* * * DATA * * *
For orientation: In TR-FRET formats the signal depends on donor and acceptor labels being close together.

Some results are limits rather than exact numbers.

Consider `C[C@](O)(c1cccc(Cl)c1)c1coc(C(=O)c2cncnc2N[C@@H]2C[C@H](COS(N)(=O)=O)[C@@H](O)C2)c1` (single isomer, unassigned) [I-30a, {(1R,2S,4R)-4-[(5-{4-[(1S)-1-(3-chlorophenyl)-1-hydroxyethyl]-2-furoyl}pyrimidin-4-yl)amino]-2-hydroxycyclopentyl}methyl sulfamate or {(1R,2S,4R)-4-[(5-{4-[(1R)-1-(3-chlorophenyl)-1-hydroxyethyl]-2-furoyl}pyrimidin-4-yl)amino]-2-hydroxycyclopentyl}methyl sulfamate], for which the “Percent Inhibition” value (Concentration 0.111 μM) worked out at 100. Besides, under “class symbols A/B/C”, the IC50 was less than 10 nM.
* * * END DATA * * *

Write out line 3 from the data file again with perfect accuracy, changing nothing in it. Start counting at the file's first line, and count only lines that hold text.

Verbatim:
Consider `C[C@](O)(c1cccc(Cl)c1)c1coc(C(=O)c2cncnc2N[C@@H]2C[C@H](COS(N)(=O)=O)[C@@H](O)C2)c1` (single isomer, unassigned) [I-30a, {(1R,2S,4R)-4-[(5-{4-[(1S)-1-(3-chlorophenyl)-1-hydroxyethyl]-2-furoyl}pyrimidin-4-yl)amino]-2-hydroxycyclopentyl}methyl sulfamate or {(1R,2S,4R)-4-[(5-{4-[(1R)-1-(3-chlorophenyl)-1-hydroxyethyl]-2-furoyl}pyrimidin-4-yl)amino]-2-hydroxycyclopentyl}methyl sulfamate], for which the “Percent Inhibition” value (Concentration 0.111 μM) worked out at 100. Besides, under “class symbols A/B/C”, the IC50 was less than 10 nM.